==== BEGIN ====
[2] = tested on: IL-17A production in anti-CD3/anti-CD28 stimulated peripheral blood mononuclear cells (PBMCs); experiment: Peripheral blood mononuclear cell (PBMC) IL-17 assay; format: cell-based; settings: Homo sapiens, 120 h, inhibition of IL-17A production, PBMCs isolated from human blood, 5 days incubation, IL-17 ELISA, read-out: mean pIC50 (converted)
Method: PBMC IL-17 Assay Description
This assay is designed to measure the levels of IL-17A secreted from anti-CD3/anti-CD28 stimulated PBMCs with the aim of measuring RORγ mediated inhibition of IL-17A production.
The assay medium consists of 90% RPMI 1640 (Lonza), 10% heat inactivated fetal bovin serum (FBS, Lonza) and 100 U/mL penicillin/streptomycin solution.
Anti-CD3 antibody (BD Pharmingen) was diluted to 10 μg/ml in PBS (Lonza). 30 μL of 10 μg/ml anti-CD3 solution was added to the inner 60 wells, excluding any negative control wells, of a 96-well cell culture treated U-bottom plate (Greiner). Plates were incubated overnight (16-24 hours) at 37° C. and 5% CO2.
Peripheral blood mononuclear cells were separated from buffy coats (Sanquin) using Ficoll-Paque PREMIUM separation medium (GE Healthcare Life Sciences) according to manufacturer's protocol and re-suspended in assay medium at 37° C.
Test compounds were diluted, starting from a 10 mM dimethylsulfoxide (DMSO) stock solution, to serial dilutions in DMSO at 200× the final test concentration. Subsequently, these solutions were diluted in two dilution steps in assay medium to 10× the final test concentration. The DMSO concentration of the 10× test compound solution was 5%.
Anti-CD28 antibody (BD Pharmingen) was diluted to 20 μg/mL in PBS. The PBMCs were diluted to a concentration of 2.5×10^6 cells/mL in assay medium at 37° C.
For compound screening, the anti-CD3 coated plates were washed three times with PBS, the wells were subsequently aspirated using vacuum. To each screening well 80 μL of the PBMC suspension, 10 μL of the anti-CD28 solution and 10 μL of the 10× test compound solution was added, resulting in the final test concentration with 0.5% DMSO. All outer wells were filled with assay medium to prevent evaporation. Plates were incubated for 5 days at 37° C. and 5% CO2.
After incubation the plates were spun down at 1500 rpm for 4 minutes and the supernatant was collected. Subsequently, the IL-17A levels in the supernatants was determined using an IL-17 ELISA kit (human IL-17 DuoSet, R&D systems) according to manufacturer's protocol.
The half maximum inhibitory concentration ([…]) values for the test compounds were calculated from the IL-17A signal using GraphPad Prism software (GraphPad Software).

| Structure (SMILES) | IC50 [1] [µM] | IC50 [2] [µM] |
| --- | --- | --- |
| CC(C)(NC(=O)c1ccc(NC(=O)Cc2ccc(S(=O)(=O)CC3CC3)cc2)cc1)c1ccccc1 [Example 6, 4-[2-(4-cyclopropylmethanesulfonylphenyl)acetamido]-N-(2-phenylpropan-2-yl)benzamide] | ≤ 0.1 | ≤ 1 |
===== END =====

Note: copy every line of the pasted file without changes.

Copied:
[2] = tested on: IL-17A production in anti-CD3/anti-CD28 stimulated peripheral blood mononuclear cells (PBMCs); experiment: Peripheral blood mononuclear cell (PBMC) IL-17 assay; format: cell-based; settings: Homo sapiens, 120 h, inhibition of IL-17A production, PBMCs isolated from human blood, 5 days incubation, IL-17 ELISA, read-out: mean pIC50 (converted)
Method: PBMC IL-17 Assay Description
This assay is designed to measure the levels of IL-17A secreted from anti-CD3/anti-CD28 stimulated PBMCs with the aim of measuring RORγ mediated inhibition of IL-17A production.
The assay medium consists of 90% RPMI 1640 (Lonza), 10% heat inactivated fetal bovin serum (FBS, Lonza) and 100 U/mL penicillin/streptomycin solution.
Anti-CD3 antibody (BD Pharmingen) was diluted to 10 μg/ml in PBS (Lonza). 30 μL of 10 μg/ml anti-CD3 solution was added to the inner 60 wells, excluding any negative control wells, of a 96-well cell culture treated U-bottom plate (Greiner). Plates were incubated overnight (16-24 hours) at 37° C. and 5% CO2.
Peripheral blood mononuclear cells were separated from buffy coats (Sanquin) using Ficoll-Paque PREMIUM separation medium (GE Healthcare Life Sciences) according to manufacturer's protocol and re-suspended in assay medium at 37° C.
Test compounds were diluted, starting from a 10 mM dimethylsulfoxide (DMSO) stock solution, to serial dilutions in DMSO at 200× the final test concentration. Subsequently, these solutions were diluted in two dilution steps in assay medium to 10× the final test concentration. The DMSO concentration of the 10× test compound solution was 5%.
Anti-CD28 antibody (BD Pharmingen) was diluted to 20 μg/mL in PBS. The PBMCs were diluted to a concentration of 2.5×10^6 cells/mL in assay medium at 37° C.
For compound screening, the anti-CD3 coated plates were washed three times with PBS, the wells were subsequently aspirated using vacuum. To each screening well 80 μL of the PBMC suspension, 10 μL of the anti-CD28 solution and 10 μL of the 10× test compound solution was added, resulting in the final test concentration with 0.5% DMSO. All outer wells were filled with assay medium to prevent evaporation. Plates were incubated for 5 days at 37° C. and 5% CO2.
After incubation the plates were spun down at 1500 rpm for 4 minutes and the supernatant was collected. Subsequently, the IL-17A levels in the supernatants was determined using an IL-17 ELISA kit (human IL-17 DuoSet, R&D systems) according to manufacturer's protocol.
The half maximum inhibitory concentration ([…]) values for the test compounds were calculated from the IL-17A signal using GraphPad Prism software (GraphPad Software).

| Structure (SMILES) | IC50 [1] [µM] | IC50 [2] [µM] |
| --- | --- | --- |
| CC(C)(NC(=O)c1ccc(NC(=O)Cc2ccc(S(=O)(=O)CC3CC3)cc2)cc1)c1ccccc1 [Example 6, 4-[2-(4-cyclopropylmethanesulfonylphenyl)acetamido]-N-(2-phenylpropan-2-yl)benzamide] | ≤ 0.1 | ≤ 1 |